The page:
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Baloo's Bugle


August 2002 Cub Scout Roundtable Issue

Volume 9, Issue 1
September Theme

Blast Off
Webelos Communicator and Citizen
  Tiger Cub Achievement 1


Crossroad of America

As the years pass, it will seem there are fewer and fewer wondrous things to see. Yet all I will ever need to do is pause and watch a group of Scouts growing up around me. How about you? I would bet each of you would be amazed to see what goes on in your Den and Pack by taking 30 seconds here and there to watch the growth, not just the activity. The results will shock you! Good night Scouts!

Here men from the planet Earth first set foot upon the Moon July 1969, A.D. WE CAME IN PEACE FOR ALL MANKIND. - Apollo 11 plaque left on Moon.


Astronaut Quotes/Thoughts
York Adams Area Council

The Earth reminded us of a Christmas tree ornament hanging in the blackness of space. As we got farther and farther away it diminished in size. Finally it shrank to the size of a marble, the most beautiful marble you can imagine. That beautiful, warm, living object looked so fragile, so delicate, that if you touched it with a finger it would crumble and fall apart. Seeing this has to change a man, has to make a man appreciate the creation of God and the love of God.
- James Irwin, USA

For those who have seen the Earth from space, and for the hundreds and perhaps thousands more who will, the experience most certainly changes your perspective. The things that we share in our world are far more valuable than those which divide us.
- Donald Williams, USA


Homeward Bound
York Adams Area Council

Personnel: Cubmaster and Cub Den to retire flags.

Equipment: One or two Spaceships cut from large cardboard box.

Arrangement: All Den members except flag bearers hold Spaceship. Cubmaster asks question of Cub Scouts. Each Cub Scout gives different answer to the question.

Cubmaster: Why are you homeward bound?

1st Cub: Freedom to think, and to say out loud what I think.

2nd Cub: Freedom to worship as I please.

3rd Cub: Freedom to move about.

4th Cub: Freedom to try, and freedom to fail.

5th Cub: Freedom to stand up straight and look the world in the eye.

6th Cub: Freedom from want, and freedom from fear.

Cubmaster: Will Pack please rise and sing America, as we are always welcomed home. (Cub Scouts exit stage with flags)

Another Stellar Thought
York Adams AreaCouncil

Nearly every astronaut through the Apollo program was a Scout and many were Eagle Scouts.  Have you ever watched Apollo 13, when the family is in the living room and they talk about Lovell being an Eagle Scout?  Think about it!  There isn’t any discussion about their particular religious affiliation making a difference.  It doesn’t matter is they’re rich or poor—that wouldn’t help them through their plight.  What they do consider as an advantage to see them through, though, is that Jim Lovell is an Eagle Scout!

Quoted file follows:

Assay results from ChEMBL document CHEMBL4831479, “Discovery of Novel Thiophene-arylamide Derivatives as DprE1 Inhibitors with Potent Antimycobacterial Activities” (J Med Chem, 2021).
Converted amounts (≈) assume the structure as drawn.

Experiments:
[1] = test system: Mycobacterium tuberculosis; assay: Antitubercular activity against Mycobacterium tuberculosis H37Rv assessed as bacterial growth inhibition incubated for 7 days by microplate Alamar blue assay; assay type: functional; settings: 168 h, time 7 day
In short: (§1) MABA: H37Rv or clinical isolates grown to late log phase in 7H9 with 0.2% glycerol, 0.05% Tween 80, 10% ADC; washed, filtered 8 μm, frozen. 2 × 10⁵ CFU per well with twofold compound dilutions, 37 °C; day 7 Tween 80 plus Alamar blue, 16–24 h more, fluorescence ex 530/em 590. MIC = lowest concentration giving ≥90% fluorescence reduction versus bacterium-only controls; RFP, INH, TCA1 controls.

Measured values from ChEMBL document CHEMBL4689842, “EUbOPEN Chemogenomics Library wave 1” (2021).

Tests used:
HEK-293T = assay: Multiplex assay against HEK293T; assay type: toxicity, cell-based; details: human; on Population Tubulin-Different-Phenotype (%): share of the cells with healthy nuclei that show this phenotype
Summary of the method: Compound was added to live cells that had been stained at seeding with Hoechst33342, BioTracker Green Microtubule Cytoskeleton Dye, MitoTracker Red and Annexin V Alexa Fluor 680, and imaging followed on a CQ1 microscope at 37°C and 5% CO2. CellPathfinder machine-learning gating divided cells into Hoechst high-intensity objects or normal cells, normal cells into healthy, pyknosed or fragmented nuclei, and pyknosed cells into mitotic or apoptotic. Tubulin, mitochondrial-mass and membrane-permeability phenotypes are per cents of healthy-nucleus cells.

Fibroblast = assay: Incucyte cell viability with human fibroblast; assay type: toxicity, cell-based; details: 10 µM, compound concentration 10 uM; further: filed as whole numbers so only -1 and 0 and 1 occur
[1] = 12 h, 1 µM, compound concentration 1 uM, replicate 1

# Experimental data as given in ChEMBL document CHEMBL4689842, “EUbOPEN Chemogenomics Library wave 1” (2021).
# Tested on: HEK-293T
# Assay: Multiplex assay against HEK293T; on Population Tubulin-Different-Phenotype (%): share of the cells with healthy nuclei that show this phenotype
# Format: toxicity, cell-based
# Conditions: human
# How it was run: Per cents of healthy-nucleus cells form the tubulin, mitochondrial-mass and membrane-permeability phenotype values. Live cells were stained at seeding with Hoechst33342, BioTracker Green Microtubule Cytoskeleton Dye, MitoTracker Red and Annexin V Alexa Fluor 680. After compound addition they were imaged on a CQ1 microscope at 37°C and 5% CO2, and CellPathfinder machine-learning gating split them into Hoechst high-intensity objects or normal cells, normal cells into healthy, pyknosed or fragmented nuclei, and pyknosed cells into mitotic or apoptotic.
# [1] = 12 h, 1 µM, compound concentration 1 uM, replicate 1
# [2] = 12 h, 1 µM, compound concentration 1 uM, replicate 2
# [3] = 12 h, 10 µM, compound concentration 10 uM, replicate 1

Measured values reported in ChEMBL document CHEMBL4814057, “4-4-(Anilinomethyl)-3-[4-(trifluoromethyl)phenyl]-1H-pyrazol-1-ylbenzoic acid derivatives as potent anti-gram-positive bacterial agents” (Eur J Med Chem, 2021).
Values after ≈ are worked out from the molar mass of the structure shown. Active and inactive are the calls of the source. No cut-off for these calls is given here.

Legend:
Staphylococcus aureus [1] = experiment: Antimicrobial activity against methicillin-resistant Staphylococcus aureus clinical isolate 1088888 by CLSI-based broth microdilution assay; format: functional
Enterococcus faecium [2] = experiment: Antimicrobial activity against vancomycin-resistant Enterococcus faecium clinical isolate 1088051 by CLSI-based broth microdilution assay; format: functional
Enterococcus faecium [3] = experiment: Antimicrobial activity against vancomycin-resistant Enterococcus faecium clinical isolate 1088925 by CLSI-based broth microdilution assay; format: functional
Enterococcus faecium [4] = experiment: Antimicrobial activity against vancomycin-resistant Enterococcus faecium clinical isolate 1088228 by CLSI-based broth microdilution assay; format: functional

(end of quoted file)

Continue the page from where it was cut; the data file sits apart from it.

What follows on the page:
Closing Ceremony
York Adams Area Council

Ask Cub Scouts and their families to form a large circle and hold hands. The Cubmaster (or other adult) then reads the following prayer which was broadcast to earth by astronaut Frank Borman, while on a moon-orbiting mission:

Give us, 0 God, the vision which can see Thy Love in the world in spite of human failure. Give us the faith to trust in Thy goodness, in spite of our ignorance and weakness. Give us the knowledge that we may continue to pray with understanding hearts, and show us what each one of us can do to set forward the coming of universal peace.


Closing Thought
York Adams Areaa Council

It wasn’t long ago that you might have heard one man saying to another: “The sky is the limit.” He meant that a man could make anything of himself that he wanted, at least on earth. Well, that limit is off now! There is almost no limit to what you can aspire to do, either on earth or in space. Our astronauts have proven that.

What does this mean to Cub Scouting today? COL. Edwin E. “Buzz” Aldrin, veteran astronaut of both the Gemini and Apollo flights and the second man to walk on the moon, told a group of Eagle Scouts that Man’s exploration of space is as old as man himself. He has explored, conquered and studied the secrets of the jungles, mountains, caves and oceans.

COL. Aldrin who was a member of Scout Troop 12 in New Jersey has urged young people to obtain a well-rounded background in many fields of knowledge, to select one field and strive to achieve excellence in it. “Set your goals high and settle for nothing less than accomplishment,” Aldrin said.

How well you perform as a man will depend on how you. accept each new challenge as you are growing up. The sky is not the limit. If you want to aim for the stars, you must remember that you are building a pad right now by your willingness and initiative in every task you tackle at home, in church, in school and in Cub Scouting.


Aim For The Stars
York Adams Area Council

Cubmaster: The words "Aim for the Stars" have am important meaning to Cubs. Think of Thomas Edison who tried and failed hundreds of times before he perfected the electric light bulb. He never quit trying. A Cub who tries to do his best and keeps trying is preparing himself for greater responsibilities when he becomes a man. What you do and how well you do it, becomes your launching pad to "Aim for the Stars".



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